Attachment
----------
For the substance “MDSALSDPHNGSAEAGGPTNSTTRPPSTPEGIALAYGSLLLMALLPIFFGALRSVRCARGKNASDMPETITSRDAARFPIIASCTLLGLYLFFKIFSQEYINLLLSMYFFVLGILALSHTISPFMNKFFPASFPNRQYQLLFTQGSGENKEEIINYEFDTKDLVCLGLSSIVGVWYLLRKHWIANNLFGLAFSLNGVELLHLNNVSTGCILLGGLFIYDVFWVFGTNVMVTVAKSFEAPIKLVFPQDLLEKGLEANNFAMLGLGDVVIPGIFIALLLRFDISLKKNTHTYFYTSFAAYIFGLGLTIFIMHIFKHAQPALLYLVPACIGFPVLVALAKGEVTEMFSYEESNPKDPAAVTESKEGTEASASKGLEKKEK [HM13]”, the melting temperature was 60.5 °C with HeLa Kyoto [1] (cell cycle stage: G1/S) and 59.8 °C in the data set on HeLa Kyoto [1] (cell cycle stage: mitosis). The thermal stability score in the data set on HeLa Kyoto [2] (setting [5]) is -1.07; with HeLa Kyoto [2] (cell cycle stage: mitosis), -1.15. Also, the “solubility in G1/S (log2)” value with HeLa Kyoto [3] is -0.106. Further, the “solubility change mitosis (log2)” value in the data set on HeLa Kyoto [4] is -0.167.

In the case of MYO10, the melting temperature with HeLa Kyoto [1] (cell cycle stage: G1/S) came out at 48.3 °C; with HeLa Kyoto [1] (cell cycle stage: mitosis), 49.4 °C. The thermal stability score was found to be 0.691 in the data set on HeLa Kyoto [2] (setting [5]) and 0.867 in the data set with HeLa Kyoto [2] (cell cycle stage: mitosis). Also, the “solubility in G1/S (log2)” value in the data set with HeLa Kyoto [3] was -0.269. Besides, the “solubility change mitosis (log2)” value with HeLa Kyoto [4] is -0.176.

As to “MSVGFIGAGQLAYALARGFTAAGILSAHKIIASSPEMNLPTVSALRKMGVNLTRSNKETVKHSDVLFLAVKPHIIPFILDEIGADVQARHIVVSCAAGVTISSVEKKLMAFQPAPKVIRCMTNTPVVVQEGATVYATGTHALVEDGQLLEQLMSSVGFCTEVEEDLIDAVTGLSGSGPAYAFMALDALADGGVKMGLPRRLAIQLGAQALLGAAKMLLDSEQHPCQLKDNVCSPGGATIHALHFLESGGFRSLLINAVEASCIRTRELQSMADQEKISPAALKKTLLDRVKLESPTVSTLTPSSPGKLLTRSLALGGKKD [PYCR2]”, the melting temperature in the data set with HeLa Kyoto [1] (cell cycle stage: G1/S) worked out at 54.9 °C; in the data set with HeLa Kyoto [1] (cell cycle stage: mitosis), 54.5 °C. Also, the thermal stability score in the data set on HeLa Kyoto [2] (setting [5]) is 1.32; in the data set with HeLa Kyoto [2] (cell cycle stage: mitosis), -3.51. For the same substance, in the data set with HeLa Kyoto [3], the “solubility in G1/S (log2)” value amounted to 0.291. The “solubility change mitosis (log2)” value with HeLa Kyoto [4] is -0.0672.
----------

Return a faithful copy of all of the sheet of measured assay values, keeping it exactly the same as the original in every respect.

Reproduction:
For the substance “MDSALSDPHNGSAEAGGPTNSTTRPPSTPEGIALAYGSLLLMALLPIFFGALRSVRCARGKNASDMPETITSRDAARFPIIASCTLLGLYLFFKIFSQEYINLLLSMYFFVLGILALSHTISPFMNKFFPASFPNRQYQLLFTQGSGENKEEIINYEFDTKDLVCLGLSSIVGVWYLLRKHWIANNLFGLAFSLNGVELLHLNNVSTGCILLGGLFIYDVFWVFGTNVMVTVAKSFEAPIKLVFPQDLLEKGLEANNFAMLGLGDVVIPGIFIALLLRFDISLKKNTHTYFYTSFAAYIFGLGLTIFIMHIFKHAQPALLYLVPACIGFPVLVALAKGEVTEMFSYEESNPKDPAAVTESKEGTEASASKGLEKKEK [HM13]”, the melting temperature was 60.5 °C with HeLa Kyoto [1] (cell cycle stage: G1/S) and 59.8 °C in the data set on HeLa Kyoto [1] (cell cycle stage: mitosis). The thermal stability score in the data set on HeLa Kyoto [2] (setting [5]) is -1.07; with HeLa Kyoto [2] (cell cycle stage: mitosis), -1.15. Also, the “solubility in G1/S (log2)” value with HeLa Kyoto [3] is -0.106. Further, the “solubility change mitosis (log2)” value in the data set on HeLa Kyoto [4] is -0.167.

In the case of MYO10, the melting temperature with HeLa Kyoto [1] (cell cycle stage: G1/S) came out at 48.3 °C; with HeLa Kyoto [1] (cell cycle stage: mitosis), 49.4 °C. The thermal stability score was found to be 0.691 in the data set on HeLa Kyoto [2] (setting [5]) and 0.867 in the data set with HeLa Kyoto [2] (cell cycle stage: mitosis). Also, the “solubility in G1/S (log2)” value in the data set with HeLa Kyoto [3] was -0.269. Besides, the “solubility change mitosis (log2)” value with HeLa Kyoto [4] is -0.176.

As to “MSVGFIGAGQLAYALARGFTAAGILSAHKIIASSPEMNLPTVSALRKMGVNLTRSNKETVKHSDVLFLAVKPHIIPFILDEIGADVQARHIVVSCAAGVTISSVEKKLMAFQPAPKVIRCMTNTPVVVQEGATVYATGTHALVEDGQLLEQLMSSVGFCTEVEEDLIDAVTGLSGSGPAYAFMALDALADGGVKMGLPRRLAIQLGAQALLGAAKMLLDSEQHPCQLKDNVCSPGGATIHALHFLESGGFRSLLINAVEASCIRTRELQSMADQEKISPAALKKTLLDRVKLESPTVSTLTPSSPGKLLTRSLALGGKKD [PYCR2]”, the melting temperature in the data set with HeLa Kyoto [1] (cell cycle stage: G1/S) worked out at 54.9 °C; in the data set with HeLa Kyoto [1] (cell cycle stage: mitosis), 54.5 °C. Also, the thermal stability score in the data set on HeLa Kyoto [2] (setting [5]) is 1.32; in the data set with HeLa Kyoto [2] (cell cycle stage: mitosis), -3.51. For the same substance, in the data set with HeLa Kyoto [3], the “solubility in G1/S (log2)” value amounted to 0.291. The “solubility change mitosis (log2)” value with HeLa Kyoto [4] is -0.0672.